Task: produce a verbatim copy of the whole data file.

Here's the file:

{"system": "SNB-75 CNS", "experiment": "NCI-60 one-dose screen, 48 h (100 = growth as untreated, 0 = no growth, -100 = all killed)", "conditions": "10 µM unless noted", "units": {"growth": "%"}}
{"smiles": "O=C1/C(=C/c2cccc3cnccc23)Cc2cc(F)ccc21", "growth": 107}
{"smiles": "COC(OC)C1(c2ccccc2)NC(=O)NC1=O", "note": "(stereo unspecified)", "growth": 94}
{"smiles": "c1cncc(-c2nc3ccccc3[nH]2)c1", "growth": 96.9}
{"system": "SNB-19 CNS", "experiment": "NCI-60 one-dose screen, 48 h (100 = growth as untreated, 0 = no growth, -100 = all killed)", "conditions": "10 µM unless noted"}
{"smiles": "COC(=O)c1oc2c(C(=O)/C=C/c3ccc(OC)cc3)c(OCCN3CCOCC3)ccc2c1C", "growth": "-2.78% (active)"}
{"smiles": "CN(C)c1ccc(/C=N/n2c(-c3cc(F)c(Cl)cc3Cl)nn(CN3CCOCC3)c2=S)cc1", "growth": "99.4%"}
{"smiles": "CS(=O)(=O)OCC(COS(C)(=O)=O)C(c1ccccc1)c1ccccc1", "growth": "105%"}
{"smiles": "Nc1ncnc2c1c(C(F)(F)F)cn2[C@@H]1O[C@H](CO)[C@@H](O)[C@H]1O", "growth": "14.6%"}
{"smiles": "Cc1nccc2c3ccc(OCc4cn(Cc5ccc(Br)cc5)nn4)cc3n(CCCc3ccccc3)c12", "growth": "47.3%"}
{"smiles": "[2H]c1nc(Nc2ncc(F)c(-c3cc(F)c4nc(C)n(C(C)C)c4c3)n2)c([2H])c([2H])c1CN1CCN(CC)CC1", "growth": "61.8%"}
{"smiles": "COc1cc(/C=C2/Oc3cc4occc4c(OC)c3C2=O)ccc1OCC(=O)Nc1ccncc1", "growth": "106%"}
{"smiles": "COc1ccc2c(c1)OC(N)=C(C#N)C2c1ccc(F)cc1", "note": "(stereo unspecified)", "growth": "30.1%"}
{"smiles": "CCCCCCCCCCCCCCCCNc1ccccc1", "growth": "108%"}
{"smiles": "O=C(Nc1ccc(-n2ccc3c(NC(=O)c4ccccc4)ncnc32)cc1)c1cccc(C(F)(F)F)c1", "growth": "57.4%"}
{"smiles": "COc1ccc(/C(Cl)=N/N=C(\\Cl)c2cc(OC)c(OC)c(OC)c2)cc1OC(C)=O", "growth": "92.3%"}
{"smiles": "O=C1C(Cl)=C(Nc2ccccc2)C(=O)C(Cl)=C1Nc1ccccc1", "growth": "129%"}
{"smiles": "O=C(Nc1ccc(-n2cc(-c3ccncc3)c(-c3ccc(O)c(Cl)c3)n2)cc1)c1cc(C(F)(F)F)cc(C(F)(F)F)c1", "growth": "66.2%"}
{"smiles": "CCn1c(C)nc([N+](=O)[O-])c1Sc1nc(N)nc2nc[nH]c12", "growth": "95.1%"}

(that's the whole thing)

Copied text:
{"system": "SNB-75 CNS", "experiment": "NCI-60 one-dose screen, 48 h (100 = growth as untreated, 0 = no growth, -100 = all killed)", "conditions": "10 µM unless noted", "units": {"growth": "%"}}
{"smiles": "O=C1/C(=C/c2cccc3cnccc23)Cc2cc(F)ccc21", "growth": 107}
{"smiles": "COC(OC)C1(c2ccccc2)NC(=O)NC1=O", "note": "(stereo unspecified)", "growth": 94}
{"smiles": "c1cncc(-c2nc3ccccc3[nH]2)c1", "growth": 96.9}
{"system": "SNB-19 CNS", "experiment": "NCI-60 one-dose screen, 48 h (100 = growth as untreated, 0 = no growth, -100 = all killed)", "conditions": "10 µM unless noted"}
{"smiles": "COC(=O)c1oc2c(C(=O)/C=C/c3ccc(OC)cc3)c(OCCN3CCOCC3)ccc2c1C", "growth": "-2.78% (active)"}
{"smiles": "CN(C)c1ccc(/C=N/n2c(-c3cc(F)c(Cl)cc3Cl)nn(CN3CCOCC3)c2=S)cc1", "growth": "99.4%"}
{"smiles": "CS(=O)(=O)OCC(COS(C)(=O)=O)C(c1ccccc1)c1ccccc1", "growth": "105%"}
{"smiles": "Nc1ncnc2c1c(C(F)(F)F)cn2[C@@H]1O[C@H](CO)[C@@H](O)[C@H]1O", "growth": "14.6%"}
{"smiles": "Cc1nccc2c3ccc(OCc4cn(Cc5ccc(Br)cc5)nn4)cc3n(CCCc3ccccc3)c12", "growth": "47.3%"}
{"smiles": "[2H]c1nc(Nc2ncc(F)c(-c3cc(F)c4nc(C)n(C(C)C)c4c3)n2)c([2H])c([2H])c1CN1CCN(CC)CC1", "growth": "61.8%"}
{"smiles": "COc1cc(/C=C2/Oc3cc4occc4c(OC)c3C2=O)ccc1OCC(=O)Nc1ccncc1", "growth": "106%"}
{"smiles": "COc1ccc2c(c1)OC(N)=C(C#N)C2c1ccc(F)cc1", "note": "(stereo unspecified)", "growth": "30.1%"}
{"smiles": "CCCCCCCCCCCCCCCCNc1ccccc1", "growth": "108%"}
{"smiles": "O=C(Nc1ccc(-n2ccc3c(NC(=O)c4ccccc4)ncnc32)cc1)c1cccc(C(F)(F)F)c1", "growth": "57.4%"}
{"smiles": "COc1ccc(/C(Cl)=N/N=C(\\Cl)c2cc(OC)c(OC)c(OC)c2)cc1OC(C)=O", "growth": "92.3%"}
{"smiles": "O=C1C(Cl)=C(Nc2ccccc2)C(=O)C(Cl)=C1Nc1ccccc1", "growth": "129%"}
{"smiles": "O=C(Nc1ccc(-n2cc(-c3ccncc3)c(-c3ccc(O)c(Cl)c3)n2)cc1)c1cc(C(F)(F)F)cc(C(F)(F)F)c1", "growth": "66.2%"}
{"smiles": "CCn1c(C)nc([N+](=O)[O-])c1Sc1nc(N)nc2nc[nH]c12", "growth": "95.1%"}